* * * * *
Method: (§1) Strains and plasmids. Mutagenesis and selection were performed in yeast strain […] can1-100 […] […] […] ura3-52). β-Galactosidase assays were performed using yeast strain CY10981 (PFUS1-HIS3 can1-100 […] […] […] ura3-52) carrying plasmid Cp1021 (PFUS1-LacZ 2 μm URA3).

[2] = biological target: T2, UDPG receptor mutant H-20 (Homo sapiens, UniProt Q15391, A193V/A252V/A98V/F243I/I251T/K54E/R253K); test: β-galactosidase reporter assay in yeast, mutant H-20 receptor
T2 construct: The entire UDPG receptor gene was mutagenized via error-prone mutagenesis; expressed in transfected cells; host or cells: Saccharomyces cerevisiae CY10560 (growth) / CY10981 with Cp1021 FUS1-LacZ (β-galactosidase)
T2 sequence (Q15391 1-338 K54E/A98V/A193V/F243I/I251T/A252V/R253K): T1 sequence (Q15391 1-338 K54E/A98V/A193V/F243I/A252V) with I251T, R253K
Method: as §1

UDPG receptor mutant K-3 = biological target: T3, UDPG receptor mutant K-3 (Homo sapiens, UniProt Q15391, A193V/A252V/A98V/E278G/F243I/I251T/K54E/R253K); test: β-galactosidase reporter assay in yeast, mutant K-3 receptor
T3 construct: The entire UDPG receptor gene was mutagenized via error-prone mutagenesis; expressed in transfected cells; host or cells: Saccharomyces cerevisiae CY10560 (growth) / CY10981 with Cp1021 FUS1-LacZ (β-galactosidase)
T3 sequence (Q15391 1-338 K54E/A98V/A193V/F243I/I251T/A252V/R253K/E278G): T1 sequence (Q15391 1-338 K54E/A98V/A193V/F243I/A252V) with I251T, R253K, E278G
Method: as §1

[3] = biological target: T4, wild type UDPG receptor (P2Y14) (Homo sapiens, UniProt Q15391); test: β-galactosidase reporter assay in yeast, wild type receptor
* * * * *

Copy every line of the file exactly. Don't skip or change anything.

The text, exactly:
Method: (§1) Strains and plasmids. Mutagenesis and selection were performed in yeast strain […] can1-100 […] […] […] ura3-52). β-Galactosidase assays were performed using yeast strain CY10981 (PFUS1-HIS3 can1-100 […] […] […] ura3-52) carrying plasmid Cp1021 (PFUS1-LacZ 2 μm URA3).

[2] = biological target: T2, UDPG receptor mutant H-20 (Homo sapiens, UniProt Q15391, A193V/A252V/A98V/F243I/I251T/K54E/R253K); test: β-galactosidase reporter assay in yeast, mutant H-20 receptor
T2 construct: The entire UDPG receptor gene was mutagenized via error-prone mutagenesis; expressed in transfected cells; host or cells: Saccharomyces cerevisiae CY10560 (growth) / CY10981 with Cp1021 FUS1-LacZ (β-galactosidase)
T2 sequence (Q15391 1-338 K54E/A98V/A193V/F243I/I251T/A252V/R253K): T1 sequence (Q15391 1-338 K54E/A98V/A193V/F243I/A252V) with I251T, R253K
Method: as §1

UDPG receptor mutant K-3 = biological target: T3, UDPG receptor mutant K-3 (Homo sapiens, UniProt Q15391, A193V/A252V/A98V/E278G/F243I/I251T/K54E/R253K); test: β-galactosidase reporter assay in yeast, mutant K-3 receptor
T3 construct: The entire UDPG receptor gene was mutagenized via error-prone mutagenesis; expressed in transfected cells; host or cells: Saccharomyces cerevisiae CY10560 (growth) / CY10981 with Cp1021 FUS1-LacZ (β-galactosidase)
T3 sequence (Q15391 1-338 K54E/A98V/A193V/F243I/I251T/A252V/R253K/E278G): T1 sequence (Q15391 1-338 K54E/A98V/A193V/F243I/A252V) with I251T, R253K, E278G
Method: as §1

[3] = biological target: T4, wild type UDPG receptor (P2Y14) (Homo sapiens, UniProt Q15391); test: β-galactosidase reporter assay in yeast, wild type receptor